There are a few obvious answers. It’s much easier to commit a crime under cover of darkness, to begin with. Plus, there are fewer people around and awake at night to help us control our behavior. However, it is likely that there is also a biological basis.

Klerman explains that the circadian influence on neural activity in our brain changes over the course of 24 hours, leading to differences in how we process and react to the world.

For instance, positive effect– the tendency to view information in a positive light – is at its highest in the morning, when circadian influences are adapted to wakefulness, and lowest during the night, when circadian influences are adapted to sleep .

In parallel, negative effect— the tendency to view information in a negative or threatening light is highest at night.

Your body also naturally produces more dopamine at night. It can alter your reward and motivation system and increase the likelihood of engaging in risky behavior.

This biased interpretation of information is then sent to the parts of the brain responsible for decision-making, which normally work to control negative emotional distractions and focus on goal-oriented behavior.

However, at night, these parts of the brain are also subject to circadian-influenced changes that can impair decision-making, functioning, and prioritization.

Suddenly, your view of the world narrows and becomes more negative, you start making poor decisions, and the mental map you create of the world around you may no longer correspond to reality.

The result? You could end up drinking too much, missing a crucial patient diagnosis, crashing an oil tanker into rocks, or worse.

Klerman experienced some of those feelings firsthand when she struggled to fall asleep after suffering severe jet lag on a trip to Japan.

“While part of my brain knew I would eventually fall asleep, as I lay there and watched the clock ticking, I was beside myself,” she recalls.

“Then I thought, ‘What if I was a drug addict? I would be trying to get drugs right now. Later I realized that could also be relevant if it happened. involved suicidal tendencies, substance abuse or other impulsive disorder, gambling or other addictive behavior How can I prove it?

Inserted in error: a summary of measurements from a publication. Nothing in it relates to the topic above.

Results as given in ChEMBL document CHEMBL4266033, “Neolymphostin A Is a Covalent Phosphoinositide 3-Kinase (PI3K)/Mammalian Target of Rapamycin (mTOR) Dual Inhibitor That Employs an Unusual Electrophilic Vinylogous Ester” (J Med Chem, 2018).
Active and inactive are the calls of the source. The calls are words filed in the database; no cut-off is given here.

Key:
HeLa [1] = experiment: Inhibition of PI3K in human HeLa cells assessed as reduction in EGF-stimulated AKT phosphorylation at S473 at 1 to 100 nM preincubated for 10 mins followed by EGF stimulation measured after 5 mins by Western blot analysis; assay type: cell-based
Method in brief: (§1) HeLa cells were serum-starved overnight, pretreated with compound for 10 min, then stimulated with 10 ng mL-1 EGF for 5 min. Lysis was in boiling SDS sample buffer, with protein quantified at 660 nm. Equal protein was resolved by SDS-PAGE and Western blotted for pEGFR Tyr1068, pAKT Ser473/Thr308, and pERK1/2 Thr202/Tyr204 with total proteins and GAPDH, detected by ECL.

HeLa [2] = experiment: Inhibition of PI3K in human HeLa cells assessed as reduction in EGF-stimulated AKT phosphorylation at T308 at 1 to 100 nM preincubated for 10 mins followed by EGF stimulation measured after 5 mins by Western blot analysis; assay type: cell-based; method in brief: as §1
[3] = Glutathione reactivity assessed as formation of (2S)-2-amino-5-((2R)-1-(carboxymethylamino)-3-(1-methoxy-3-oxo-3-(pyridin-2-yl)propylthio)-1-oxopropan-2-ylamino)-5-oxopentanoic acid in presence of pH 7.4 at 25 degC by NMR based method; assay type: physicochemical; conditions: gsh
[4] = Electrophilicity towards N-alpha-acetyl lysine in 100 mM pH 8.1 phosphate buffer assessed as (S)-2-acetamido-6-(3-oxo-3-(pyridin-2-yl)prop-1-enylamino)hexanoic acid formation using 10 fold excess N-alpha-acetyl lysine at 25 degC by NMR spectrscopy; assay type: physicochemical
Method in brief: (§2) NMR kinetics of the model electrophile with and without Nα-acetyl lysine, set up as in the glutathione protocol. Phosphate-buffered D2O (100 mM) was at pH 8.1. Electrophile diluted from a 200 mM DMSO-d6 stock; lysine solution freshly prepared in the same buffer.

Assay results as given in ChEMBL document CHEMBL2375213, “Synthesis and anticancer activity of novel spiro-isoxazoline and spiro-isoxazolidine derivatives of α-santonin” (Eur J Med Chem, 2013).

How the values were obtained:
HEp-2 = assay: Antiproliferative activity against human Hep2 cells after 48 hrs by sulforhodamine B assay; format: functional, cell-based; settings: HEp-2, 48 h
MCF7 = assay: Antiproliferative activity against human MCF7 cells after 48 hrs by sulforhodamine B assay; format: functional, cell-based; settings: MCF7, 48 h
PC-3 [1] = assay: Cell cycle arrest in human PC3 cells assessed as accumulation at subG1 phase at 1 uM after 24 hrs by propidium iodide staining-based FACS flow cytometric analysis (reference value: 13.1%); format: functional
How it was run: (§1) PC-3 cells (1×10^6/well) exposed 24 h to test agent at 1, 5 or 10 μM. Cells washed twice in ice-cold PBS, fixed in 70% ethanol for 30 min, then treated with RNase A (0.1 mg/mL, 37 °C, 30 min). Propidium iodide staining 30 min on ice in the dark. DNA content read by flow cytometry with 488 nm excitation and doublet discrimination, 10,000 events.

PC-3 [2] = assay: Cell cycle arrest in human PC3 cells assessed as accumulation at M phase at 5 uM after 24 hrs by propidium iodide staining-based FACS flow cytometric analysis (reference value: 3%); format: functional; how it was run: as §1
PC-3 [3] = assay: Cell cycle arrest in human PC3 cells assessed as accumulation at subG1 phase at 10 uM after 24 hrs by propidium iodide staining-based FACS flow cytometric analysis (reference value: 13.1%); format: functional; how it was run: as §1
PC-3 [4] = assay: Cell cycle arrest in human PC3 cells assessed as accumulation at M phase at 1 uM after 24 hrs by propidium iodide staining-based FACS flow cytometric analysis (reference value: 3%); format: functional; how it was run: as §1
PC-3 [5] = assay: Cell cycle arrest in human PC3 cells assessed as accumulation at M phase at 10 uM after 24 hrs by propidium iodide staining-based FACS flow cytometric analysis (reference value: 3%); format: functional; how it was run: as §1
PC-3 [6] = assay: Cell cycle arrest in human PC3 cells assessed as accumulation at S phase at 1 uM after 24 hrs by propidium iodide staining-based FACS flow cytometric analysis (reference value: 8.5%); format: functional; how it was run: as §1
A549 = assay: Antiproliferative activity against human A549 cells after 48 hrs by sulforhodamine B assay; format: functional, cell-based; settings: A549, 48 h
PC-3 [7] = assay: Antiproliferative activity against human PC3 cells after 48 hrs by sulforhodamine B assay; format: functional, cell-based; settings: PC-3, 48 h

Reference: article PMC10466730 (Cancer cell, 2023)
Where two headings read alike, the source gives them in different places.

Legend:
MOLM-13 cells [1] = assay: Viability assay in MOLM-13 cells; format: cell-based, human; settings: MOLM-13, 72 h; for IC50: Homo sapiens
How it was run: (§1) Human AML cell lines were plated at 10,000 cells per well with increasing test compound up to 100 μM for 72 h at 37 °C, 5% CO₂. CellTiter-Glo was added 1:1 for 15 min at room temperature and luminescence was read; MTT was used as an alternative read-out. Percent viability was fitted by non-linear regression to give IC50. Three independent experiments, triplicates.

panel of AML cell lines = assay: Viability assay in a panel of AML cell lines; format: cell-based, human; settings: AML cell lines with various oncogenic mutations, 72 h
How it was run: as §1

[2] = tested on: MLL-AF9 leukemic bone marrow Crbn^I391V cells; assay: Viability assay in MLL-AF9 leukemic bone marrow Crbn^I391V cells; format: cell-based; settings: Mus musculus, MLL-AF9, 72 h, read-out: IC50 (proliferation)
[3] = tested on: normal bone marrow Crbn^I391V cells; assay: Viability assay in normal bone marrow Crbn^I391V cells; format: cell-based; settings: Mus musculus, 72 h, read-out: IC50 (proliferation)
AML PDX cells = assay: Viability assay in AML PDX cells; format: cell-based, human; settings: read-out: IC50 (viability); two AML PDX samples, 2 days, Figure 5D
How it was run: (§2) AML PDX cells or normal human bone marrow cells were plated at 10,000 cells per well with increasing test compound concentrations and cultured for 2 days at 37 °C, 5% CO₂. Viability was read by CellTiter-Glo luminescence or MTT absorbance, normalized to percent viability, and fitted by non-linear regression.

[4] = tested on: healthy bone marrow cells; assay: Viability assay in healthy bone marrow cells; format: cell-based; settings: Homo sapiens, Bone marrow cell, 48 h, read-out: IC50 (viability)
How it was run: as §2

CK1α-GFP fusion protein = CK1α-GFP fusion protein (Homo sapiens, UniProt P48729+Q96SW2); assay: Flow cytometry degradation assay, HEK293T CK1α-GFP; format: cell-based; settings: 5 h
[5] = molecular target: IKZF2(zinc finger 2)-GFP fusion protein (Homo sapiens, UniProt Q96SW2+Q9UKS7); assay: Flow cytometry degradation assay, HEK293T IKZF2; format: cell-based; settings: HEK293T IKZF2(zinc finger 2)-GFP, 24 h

Test the hypothesis

The need for proof is essential here. It is essential to note that Mind After Midnight is still a hypothesis, which will need to be validated by carefully constructed research studies.

Ironically, the best way to collect this data without the disconcerting effects of sleep loss will require the researchers and study staff themselves to be awake and working past midnight, such as taking resonance imaging images. functional magnetic resonance imaging (fMRI) of study participants whose sleep cycles were carefully adjusted for nocturnal wakefulness or conduct of other protocols.

“Most researchers don’t want to be notified in the middle of the night. Most research assistants and technicians don’t want to be awake in the middle of the night,” Klerman concedes.

“But we have millions of people who have to be awake at night or who are awake at night unintentionally. Some of us will have to be inconvenienced to better prepare them, heal them, or do whatever we can to help them.

Reference: “The Mind After Midnight: Nocturnal Wakefulness, Behavioral Dysregulation, and Psychopathology” by Andrew S. Tubbs, Fabian-Xosé Fernandez, Michael A. Grandner, Michael L. Perlis and Elizabeth B. Klerman, March 3, 2022, Frontiers in network physiology.
DOI: 10.3389/fnetp.2021.830338